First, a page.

Olympics' past was less than golden
Gold medalist Ryan Lochte created a tempest in a pee-pot on Friday, when he told NBC's Ryan Seacrest and an international television audience that he and all other Olympic swimmers routinely urinate in the pool prior to races.
The admission gave new meaning to the concept of the pre-race warm-up, as well as to the post-race chant "We're No. 1!"
While London city workers are sure to be upping the pool's chlorine content during the remaining days of the Games, earlier generations of Olympians have endured and survived much less sanitary swimming venues.
Perhaps the nastiest swimming area used during the "modern" Olympic era, which began in 1896, is the river Seine, which essentially served as the municipal sewer outflow for the city of Paris when it hosted the 1900 Games.
In addition to the usual swimming and diving events, the 1900 Olympics featured a 200 meter obstacle race in the Seine, in which competitors had to swim, climb a pole, and scramble over and then swim under a row of moored boats. Not surprisingly, the event failed to reappear in subsequent games.
Those who think that some of the less mainstream current Olympic events, like synchronized swimming and badminton, should be shown the door would replicate Lochte's pre-race routine in their La-Z-Boys if some of the events from the 1900 games were still in vogue.
The 1900 Paris Olympics debuted an astonishing array of competitions, many of which, mercifully, never again saw the light of day.
At the top of that list is pigeon shooting, an event possibly dreamed up to protect and preserve the large number of outdoor statues found in the host city. Live pigeons were released in front of individual shotgun-toting contestants, who bagged as many birds as possible before recording two misses. Leon de Lundon of Belgium took the gold medal for his impressive 21-bird salute. One assumes there were numerous specials on coq au vin in Parisian restaurants that night.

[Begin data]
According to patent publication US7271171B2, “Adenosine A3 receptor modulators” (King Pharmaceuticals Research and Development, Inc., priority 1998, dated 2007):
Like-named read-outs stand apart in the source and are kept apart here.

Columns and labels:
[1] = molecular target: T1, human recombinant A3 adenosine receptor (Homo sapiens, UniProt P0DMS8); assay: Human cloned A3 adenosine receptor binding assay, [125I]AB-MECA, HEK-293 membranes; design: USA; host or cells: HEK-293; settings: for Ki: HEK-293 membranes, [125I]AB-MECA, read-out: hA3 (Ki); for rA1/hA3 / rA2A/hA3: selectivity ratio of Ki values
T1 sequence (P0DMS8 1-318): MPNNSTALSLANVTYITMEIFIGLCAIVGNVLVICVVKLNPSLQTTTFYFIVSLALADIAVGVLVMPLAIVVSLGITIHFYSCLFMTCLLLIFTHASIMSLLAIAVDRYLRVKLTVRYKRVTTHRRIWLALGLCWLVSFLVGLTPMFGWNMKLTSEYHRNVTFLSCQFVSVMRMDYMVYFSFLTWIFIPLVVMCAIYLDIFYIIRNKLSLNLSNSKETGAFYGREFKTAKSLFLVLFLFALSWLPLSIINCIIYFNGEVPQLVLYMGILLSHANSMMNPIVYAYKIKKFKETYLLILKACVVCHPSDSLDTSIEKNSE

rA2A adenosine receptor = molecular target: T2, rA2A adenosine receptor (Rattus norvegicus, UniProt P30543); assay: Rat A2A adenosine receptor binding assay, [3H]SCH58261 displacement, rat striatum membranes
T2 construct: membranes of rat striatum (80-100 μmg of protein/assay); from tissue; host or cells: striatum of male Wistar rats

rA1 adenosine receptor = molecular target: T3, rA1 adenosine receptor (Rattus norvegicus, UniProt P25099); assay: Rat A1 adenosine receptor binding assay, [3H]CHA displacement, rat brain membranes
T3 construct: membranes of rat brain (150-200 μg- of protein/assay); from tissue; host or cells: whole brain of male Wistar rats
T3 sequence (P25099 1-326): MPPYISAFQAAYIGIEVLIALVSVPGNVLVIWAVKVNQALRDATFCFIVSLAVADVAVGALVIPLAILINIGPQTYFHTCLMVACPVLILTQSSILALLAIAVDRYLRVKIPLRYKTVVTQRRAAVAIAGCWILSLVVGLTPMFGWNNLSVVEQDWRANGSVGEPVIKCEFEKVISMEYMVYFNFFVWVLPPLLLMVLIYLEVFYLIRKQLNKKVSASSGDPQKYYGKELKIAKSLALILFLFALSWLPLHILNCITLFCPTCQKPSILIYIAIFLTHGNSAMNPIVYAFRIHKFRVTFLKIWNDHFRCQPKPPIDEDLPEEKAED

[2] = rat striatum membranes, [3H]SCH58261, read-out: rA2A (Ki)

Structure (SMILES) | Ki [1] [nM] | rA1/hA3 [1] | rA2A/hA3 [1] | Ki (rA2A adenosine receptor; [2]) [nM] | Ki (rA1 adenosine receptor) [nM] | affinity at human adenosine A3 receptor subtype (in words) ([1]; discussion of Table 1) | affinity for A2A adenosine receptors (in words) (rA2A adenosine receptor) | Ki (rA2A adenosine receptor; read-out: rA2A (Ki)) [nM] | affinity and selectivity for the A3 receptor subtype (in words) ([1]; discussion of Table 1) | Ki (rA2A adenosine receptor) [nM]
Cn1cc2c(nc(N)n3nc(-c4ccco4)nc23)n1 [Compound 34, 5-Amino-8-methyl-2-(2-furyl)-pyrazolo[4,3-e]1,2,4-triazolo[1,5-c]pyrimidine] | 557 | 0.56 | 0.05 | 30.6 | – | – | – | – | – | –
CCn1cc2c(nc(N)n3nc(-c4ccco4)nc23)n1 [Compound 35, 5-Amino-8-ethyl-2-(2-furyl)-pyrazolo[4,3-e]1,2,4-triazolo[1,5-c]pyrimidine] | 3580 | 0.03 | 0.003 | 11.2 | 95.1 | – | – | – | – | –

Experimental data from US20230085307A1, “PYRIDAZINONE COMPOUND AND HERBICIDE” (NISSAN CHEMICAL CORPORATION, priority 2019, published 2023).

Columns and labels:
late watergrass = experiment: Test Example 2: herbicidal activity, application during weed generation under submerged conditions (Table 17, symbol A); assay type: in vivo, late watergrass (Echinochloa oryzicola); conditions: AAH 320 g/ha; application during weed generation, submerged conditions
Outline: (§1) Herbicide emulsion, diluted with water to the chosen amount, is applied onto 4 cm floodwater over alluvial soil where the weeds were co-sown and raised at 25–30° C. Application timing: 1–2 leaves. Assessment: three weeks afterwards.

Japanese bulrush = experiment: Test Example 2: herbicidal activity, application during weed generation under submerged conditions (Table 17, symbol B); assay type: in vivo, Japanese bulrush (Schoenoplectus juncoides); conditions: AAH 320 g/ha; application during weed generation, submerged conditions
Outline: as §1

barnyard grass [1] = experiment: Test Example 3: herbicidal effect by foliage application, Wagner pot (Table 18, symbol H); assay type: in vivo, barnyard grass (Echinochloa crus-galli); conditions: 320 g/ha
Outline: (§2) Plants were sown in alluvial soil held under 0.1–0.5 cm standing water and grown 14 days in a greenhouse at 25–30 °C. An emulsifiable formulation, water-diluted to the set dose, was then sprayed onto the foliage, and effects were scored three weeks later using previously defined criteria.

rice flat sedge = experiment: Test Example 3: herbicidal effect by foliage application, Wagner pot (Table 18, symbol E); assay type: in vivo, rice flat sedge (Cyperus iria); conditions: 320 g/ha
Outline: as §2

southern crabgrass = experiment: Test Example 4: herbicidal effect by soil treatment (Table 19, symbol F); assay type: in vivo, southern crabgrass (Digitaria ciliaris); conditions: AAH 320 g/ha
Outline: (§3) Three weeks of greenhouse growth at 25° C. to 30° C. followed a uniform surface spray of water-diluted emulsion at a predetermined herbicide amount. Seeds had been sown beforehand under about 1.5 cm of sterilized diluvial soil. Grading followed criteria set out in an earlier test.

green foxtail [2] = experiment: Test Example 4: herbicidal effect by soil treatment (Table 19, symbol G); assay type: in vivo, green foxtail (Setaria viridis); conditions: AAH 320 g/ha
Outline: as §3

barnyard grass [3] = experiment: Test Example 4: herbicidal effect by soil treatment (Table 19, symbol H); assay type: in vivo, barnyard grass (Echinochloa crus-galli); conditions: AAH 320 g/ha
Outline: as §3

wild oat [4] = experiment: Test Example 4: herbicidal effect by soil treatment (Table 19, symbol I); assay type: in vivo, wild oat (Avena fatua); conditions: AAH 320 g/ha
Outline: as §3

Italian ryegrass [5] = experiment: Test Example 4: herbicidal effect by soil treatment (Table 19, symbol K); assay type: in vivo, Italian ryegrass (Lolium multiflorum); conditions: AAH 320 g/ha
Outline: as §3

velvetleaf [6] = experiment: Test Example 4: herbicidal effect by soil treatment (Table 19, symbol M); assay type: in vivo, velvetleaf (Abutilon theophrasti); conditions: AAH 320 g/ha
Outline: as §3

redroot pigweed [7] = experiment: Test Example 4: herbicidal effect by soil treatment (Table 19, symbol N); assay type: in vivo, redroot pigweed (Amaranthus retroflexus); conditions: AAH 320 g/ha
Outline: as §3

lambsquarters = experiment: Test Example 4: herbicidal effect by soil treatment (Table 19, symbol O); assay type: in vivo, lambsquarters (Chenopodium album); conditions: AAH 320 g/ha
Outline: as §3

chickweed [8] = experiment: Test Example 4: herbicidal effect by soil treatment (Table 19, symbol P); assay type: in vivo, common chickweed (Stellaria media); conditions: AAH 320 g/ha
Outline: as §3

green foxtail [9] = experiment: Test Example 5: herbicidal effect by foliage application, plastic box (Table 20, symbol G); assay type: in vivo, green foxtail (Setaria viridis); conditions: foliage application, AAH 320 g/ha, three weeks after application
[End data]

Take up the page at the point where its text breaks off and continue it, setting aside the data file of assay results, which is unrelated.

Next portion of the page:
Although the automobile was still in its infancy, 16 motor sports events were also a part of the 1900 Paris Olympics. There were races not only for cars, but for motorcycles, delivery vans, taxis and trucks as well. It may be time for a pizza delivery decathlon involving driving, running/carrying and change making to debut during the next Olympics.
While dressage is the focal point of equestrian events at this year's Games, polo debuted in Paris in 1900 and remained an Olympic sport until 1936. A Belgian horse named Extra Dry won the equine long jump, an official event at the 1900 Games which, happily, turned out to be a one-trick pony.
Hot-air ballooning made its first and only Olympic appearance at the 1900 Paris Games. The same was true with croquet.
A tug of war event also debuted in 1900, and remained an official sport through 1920.
The 1900 Olympics were held in conjunction with, and possibly as a sideshow to, the 1900 Paris World's Fair. The fencing competition was held in the World's Fair's cutlery wing, which must have thrilled early day Ginsu salesmen.
Other instances of bad planning in 1900 included not providing enough space for the throwing events. The top three discus throws by Hungarian gold medalist Rudolf Bauer ended up in the crowd. Luckily, no one was injured.
It would have been a tough way to earn an Olympic crown.